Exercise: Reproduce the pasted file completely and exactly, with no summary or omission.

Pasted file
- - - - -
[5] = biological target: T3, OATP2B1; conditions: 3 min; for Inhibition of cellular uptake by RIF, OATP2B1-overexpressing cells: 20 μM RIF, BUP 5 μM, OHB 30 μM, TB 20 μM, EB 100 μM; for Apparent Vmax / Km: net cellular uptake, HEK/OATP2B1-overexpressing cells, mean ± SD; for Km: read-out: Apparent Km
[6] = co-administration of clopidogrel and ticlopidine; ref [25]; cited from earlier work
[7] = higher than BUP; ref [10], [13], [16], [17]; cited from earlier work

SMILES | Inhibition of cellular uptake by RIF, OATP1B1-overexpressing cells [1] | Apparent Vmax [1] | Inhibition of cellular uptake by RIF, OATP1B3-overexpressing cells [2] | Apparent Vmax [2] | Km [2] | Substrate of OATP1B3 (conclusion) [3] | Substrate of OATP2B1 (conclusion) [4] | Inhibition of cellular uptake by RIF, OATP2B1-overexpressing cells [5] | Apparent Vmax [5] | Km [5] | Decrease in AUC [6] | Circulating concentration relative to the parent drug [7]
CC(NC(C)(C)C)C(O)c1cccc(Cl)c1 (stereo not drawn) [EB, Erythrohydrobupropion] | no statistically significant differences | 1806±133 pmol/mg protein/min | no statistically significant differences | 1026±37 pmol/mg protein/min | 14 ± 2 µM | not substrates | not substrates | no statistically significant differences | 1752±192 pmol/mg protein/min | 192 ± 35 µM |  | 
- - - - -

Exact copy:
[5] = biological target: T3, OATP2B1; conditions: 3 min; for Inhibition of cellular uptake by RIF, OATP2B1-overexpressing cells: 20 μM RIF, BUP 5 μM, OHB 30 μM, TB 20 μM, EB 100 μM; for Apparent Vmax / Km: net cellular uptake, HEK/OATP2B1-overexpressing cells, mean ± SD; for Km: read-out: Apparent Km
[6] = co-administration of clopidogrel and ticlopidine; ref [25]; cited from earlier work
[7] = higher than BUP; ref [10], [13], [16], [17]; cited from earlier work

SMILES | Inhibition of cellular uptake by RIF, OATP1B1-overexpressing cells [1] | Apparent Vmax [1] | Inhibition of cellular uptake by RIF, OATP1B3-overexpressing cells [2] | Apparent Vmax [2] | Km [2] | Substrate of OATP1B3 (conclusion) [3] | Substrate of OATP2B1 (conclusion) [4] | Inhibition of cellular uptake by RIF, OATP2B1-overexpressing cells [5] | Apparent Vmax [5] | Km [5] | Decrease in AUC [6] | Circulating concentration relative to the parent drug [7]
CC(NC(C)(C)C)C(O)c1cccc(Cl)c1 (stereo not drawn) [EB, Erythrohydrobupropion] | no statistically significant differences | 1806±133 pmol/mg protein/min | no statistically significant differences | 1026±37 pmol/mg protein/min | 14 ± 2 µM | not substrates | not substrates | no statistically significant differences | 1752±192 pmol/mg protein/min | 192 ± 35 µM |  | 